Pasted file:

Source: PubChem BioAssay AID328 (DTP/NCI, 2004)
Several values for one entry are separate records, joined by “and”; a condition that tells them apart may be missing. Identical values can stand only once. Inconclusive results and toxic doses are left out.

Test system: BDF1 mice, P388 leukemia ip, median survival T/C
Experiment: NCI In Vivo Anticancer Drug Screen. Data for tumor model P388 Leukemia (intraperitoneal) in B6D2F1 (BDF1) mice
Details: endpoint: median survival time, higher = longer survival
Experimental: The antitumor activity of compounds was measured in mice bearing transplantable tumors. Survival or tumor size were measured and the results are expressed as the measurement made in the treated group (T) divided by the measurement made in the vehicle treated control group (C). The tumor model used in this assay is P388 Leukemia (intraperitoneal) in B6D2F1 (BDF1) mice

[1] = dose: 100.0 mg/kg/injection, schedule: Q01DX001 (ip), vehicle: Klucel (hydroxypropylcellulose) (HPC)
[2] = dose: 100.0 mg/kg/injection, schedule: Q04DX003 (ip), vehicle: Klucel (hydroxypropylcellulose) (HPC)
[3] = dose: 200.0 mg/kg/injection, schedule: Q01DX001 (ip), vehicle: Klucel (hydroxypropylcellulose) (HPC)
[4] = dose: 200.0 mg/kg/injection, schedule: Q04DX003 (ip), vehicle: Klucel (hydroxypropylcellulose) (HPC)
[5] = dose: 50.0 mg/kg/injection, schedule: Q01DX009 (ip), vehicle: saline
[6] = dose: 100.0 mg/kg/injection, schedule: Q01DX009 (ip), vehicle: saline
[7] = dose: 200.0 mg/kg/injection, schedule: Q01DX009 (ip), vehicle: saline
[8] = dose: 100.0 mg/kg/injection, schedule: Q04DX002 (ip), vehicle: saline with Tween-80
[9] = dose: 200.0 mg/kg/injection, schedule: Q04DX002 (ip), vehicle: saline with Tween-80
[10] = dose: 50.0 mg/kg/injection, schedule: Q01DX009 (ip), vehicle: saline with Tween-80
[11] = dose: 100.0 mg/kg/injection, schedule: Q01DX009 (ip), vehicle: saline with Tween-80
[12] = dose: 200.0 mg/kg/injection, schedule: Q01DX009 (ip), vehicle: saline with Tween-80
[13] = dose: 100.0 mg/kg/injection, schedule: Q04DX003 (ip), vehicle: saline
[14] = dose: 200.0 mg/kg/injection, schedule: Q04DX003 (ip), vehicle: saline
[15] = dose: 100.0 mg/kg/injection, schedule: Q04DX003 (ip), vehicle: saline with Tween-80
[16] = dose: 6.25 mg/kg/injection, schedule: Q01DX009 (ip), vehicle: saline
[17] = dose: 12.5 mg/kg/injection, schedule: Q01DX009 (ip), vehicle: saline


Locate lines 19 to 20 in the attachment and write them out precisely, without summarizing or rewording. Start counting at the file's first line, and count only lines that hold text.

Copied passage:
[13] = dose: 100.0 mg/kg/injection, schedule: Q04DX003 (ip), vehicle: saline
[14] = dose: 200.0 mg/kg/injection, schedule: Q04DX003 (ip), vehicle: saline